KNCV Tuberculosis Foundation welcomes the announcement of a substantial reduction in the price of an anti-tuberculosis medicine through the support of Unitaid and the Global Fund, in partnership with the manufacturer Sanofi-Pasteur.
The ant-tuberculosis drug Rifapentine (P) can be taken together with isoniazid (H) once a week for three months in a regimen known as ‘3HP’ to treat latent TB infection (LTBI). This WHO approved combination is shorter, easier to take and just as effective as standard daily treatments, but until now was much more costly. This price reduction is an important step, making the prevention of TB more affordable for public sector use in low- and middle-income countries with high burdens of TB and HIV.
Expanded access to safe, effective and affordable medicines is essential for millions of people at risk around the world to protect themselves against tuberculosis. TB is still the deadliest infectious disease in the world, killing over 4.000 people every day. Unnecessary, because with the right treatment TB can be cured and it can also be prevented. The immune system prevents this for most people; when someone is infected, LTBI can lay dormant for years. Without treatment 5 to 10 percent of infected people will at some point develop active TB and get ill. Vulnerable people, like young children and people living with HIV, have the highest risk to develop active TB.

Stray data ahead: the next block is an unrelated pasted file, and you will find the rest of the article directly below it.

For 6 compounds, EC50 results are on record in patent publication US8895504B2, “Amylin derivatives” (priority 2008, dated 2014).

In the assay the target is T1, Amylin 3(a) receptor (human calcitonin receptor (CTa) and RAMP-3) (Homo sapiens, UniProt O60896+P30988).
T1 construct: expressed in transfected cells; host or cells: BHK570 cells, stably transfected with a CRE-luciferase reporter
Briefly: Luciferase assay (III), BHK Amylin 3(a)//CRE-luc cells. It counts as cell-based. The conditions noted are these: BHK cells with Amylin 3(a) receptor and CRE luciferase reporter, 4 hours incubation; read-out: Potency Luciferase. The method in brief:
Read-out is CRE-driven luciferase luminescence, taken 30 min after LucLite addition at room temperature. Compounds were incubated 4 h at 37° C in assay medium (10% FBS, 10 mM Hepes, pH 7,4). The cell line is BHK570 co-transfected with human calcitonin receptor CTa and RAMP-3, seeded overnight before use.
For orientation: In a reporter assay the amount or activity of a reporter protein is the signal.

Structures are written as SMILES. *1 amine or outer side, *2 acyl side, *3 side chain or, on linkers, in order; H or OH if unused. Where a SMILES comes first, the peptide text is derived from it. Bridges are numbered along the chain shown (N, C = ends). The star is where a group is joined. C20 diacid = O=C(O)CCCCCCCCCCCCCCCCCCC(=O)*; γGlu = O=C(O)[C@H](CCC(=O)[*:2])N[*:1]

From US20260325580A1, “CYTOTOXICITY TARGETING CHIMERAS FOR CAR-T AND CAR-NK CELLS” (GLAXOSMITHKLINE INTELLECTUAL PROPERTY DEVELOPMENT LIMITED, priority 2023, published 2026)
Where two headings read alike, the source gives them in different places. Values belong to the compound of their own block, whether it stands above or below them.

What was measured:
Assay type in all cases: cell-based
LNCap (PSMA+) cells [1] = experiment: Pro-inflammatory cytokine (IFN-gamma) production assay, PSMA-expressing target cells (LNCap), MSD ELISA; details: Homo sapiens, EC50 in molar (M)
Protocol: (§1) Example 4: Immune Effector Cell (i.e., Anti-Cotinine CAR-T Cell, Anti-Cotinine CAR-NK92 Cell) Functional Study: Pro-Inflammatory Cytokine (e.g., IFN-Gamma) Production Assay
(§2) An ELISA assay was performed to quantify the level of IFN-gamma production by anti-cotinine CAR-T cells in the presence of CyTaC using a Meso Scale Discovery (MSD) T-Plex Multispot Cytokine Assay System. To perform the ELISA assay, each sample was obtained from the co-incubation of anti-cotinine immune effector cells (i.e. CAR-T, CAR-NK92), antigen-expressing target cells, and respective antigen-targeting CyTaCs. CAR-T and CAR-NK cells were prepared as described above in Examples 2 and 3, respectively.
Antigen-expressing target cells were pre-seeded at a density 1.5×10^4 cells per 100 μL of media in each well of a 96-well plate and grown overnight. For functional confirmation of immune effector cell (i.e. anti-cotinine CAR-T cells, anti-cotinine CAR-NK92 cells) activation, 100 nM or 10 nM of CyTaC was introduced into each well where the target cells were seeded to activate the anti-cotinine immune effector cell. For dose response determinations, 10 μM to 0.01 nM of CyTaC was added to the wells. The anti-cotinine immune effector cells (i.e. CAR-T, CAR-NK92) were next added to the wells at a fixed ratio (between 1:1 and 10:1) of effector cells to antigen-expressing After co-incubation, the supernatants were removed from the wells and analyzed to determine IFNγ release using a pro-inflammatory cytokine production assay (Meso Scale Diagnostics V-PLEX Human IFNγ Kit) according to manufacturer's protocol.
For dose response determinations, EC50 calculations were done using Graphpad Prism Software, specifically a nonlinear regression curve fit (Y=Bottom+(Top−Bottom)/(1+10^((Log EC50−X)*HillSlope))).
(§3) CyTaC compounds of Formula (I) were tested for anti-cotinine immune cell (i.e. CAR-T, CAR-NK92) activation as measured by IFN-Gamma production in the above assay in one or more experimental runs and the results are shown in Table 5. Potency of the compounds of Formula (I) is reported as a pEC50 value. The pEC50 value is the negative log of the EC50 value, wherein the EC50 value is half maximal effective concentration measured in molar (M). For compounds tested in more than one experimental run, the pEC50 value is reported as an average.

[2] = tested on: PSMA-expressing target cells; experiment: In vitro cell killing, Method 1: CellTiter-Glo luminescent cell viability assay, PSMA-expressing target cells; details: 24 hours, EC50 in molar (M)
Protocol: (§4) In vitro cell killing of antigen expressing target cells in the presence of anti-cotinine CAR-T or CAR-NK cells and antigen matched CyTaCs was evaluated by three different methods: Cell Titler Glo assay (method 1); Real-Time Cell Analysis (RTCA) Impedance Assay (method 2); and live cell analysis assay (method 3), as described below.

Agnes Gebhard, director technical division of KNCV Tuberculosis Foundation: “KNCV is currently supporting countries in Africa and Asia to introduce 3HP treatment. We applaud the price reduction of rifapentine, which enables the countries to move ahead, being the first to roll-out large scale access to this innovative treatment for TB infection.”
One of the projects in which KNCV collaborates on 3HP introduction is the Aurum Institute-led and Unitaid-funded IMPAACT4TB project, KNCV being the project lead in Ethiopia, Tanzania, Malawi and Indonesia.
The price reduction of rifapentine was announced today by Unitaid, the Global Fund to Fight Aids, Tuberculosis and Malaria and Sanofi. More information can be found here.